Reduce or Eliminate Pesticide Use

Pesticide Occurrence in the Rogue Basin

Here in the beautiful Rogue Valley, everyone wants clean rivers and streams. Our waterways provide habitat for fish and wildlife, recreation, and a source of drinking water. Unfortunately, recent pesticide monitoring efforts (by the Middle Rogue Pesticide Stewardship Partnership)

have detected various pesticides in Rogue River tributaries and groundwater supplies. Glyphosate, the active ingredient in RoundUp, was detected in almost half the water samples collected.

Pesticides are any substance that is used to combat insects or other organisms that are harmful to cultivated plants or to animals. On average, suburban lawns and gardens receive more pesticides than any other land use type, including agriculture! When used improperly, pesticides can harm humans and pets contaminate drinking water supplies, or negatively affect native plants and wildlife. Salmon are especially sensitive to pesticides.

Keep reading to find out more information about how you can reduce your pesticide use. Help us keep pesticides out of our waterways.

Take the Pledge to Reduce Chemicals In Our Streams! Pledge Today

See Who is Pledging Now

These people have also agreed to follow the recommendations of the Pesticide Pledge to reduce the amount of pesticides that enter our streams.

Make The Stream Smart Choice
Prevent Water Pollution by Reducing Pesticide Use

We all need to work together to ensure the health of our watershed by reducing pesticide use. Rain and wind can spread pesticides, and other chemicals used on your lawns and gardens, into local streams, even if you do not live next to a waterbody.

You can help prevent pesticides from reaching our waterways by pledging to reduce the use of pesticides on your yard and property! As a resident in the Rogue River watershed that cares about protecting water quality for people, fish, wildlife, drinking water and pets – here is your chance to take the Pesticides Pledge!

There are many surprisingly easy ways (to part with or use pesticides) that still allow you to have a great looking lawn and garden. Here are a few practices that we recommend.

  • Place the right plants in the right place. Site characteristics such as light, water, and soil requirements may reduce the need for pesticides and watering, as well as lessen the chance of plant mortality.
  • Think before you buy. Always identify the source of our problem, then decide what you want to do about it after considering the risks and benefits of the options available. Choose the safest and most appropriate product for your pest problem. Hand treatments or Integrated Pest Management (IPM) may be the safer and more economical choice.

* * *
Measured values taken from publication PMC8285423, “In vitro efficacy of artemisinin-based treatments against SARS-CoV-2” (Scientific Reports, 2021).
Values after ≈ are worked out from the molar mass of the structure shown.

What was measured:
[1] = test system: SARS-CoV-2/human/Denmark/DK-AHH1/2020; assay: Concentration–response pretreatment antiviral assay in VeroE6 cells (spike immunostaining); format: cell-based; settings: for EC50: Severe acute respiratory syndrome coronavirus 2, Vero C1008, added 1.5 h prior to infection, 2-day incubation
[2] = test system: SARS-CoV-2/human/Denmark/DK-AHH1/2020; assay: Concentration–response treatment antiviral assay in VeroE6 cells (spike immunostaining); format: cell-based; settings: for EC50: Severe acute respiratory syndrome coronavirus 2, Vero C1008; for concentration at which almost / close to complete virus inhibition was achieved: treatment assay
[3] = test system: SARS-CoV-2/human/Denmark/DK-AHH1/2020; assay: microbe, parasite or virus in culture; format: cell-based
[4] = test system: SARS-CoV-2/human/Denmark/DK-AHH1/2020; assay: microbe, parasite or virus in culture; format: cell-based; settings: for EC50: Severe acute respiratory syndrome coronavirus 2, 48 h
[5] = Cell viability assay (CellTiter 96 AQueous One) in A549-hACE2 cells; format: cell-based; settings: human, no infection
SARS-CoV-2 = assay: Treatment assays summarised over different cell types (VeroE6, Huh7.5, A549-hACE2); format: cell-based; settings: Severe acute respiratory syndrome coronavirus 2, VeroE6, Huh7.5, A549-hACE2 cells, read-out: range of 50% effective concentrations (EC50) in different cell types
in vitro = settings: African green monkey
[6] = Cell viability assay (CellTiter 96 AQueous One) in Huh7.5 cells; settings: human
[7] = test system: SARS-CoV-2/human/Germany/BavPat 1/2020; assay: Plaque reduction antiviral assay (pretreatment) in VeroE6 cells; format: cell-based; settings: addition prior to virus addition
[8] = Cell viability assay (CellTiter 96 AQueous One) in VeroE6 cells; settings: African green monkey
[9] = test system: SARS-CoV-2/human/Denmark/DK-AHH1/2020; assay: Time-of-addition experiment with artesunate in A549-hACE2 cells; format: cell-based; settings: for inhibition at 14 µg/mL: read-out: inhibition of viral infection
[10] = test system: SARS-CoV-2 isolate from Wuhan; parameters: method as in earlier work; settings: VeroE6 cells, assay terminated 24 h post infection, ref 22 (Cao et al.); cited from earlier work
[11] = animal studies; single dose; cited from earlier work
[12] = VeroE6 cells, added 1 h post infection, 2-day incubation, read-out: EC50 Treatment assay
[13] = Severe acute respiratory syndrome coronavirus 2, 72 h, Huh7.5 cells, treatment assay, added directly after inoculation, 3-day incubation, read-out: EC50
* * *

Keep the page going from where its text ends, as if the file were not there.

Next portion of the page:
• Follow the label and use only what you need. The pesticide label is your guide to using pesticides safely and effectively. The directions on the label are there primarily to help you achieve “maximum” benefits – the pest control that you desire – with “minimum” risk. Read the label before you buy the pesticide and every time you use the pesticide.
  • Spray in safe conditions. Air currents and rain storms can carry pesticides off your property onto your neighbor’s land, into groundwater acquifers, and local water ways. Keep pesticides where they belong by not spraying in windy conditions and before storms.
  • Store and dispose of pesticides and empty containers properly. Follow storage and disposal instructions on the label. Keep pesticides in the original containers and away from areas prone to flooding. Never empty leftover pesticides into the sink, toilet, or street drain. Municipal systems may not be equipped to remove all pesticide residues. Extra pesticides and empty containers can be recycled at community household hazardous waste collection events. Visit Rogue Disposal’s website for more details.
Additional Resources

Additional resources for reducing and eliminating pesticide use can be found by visiting these links:

Middle Rogue Pesticide Stewardship Partnerships (

OSU Extension Service (

Southern Oregon Research and Extension Center (

Jackson County Master Gardener Association (

Pesticide Environmental Stewardship (

Beyond Pesticides (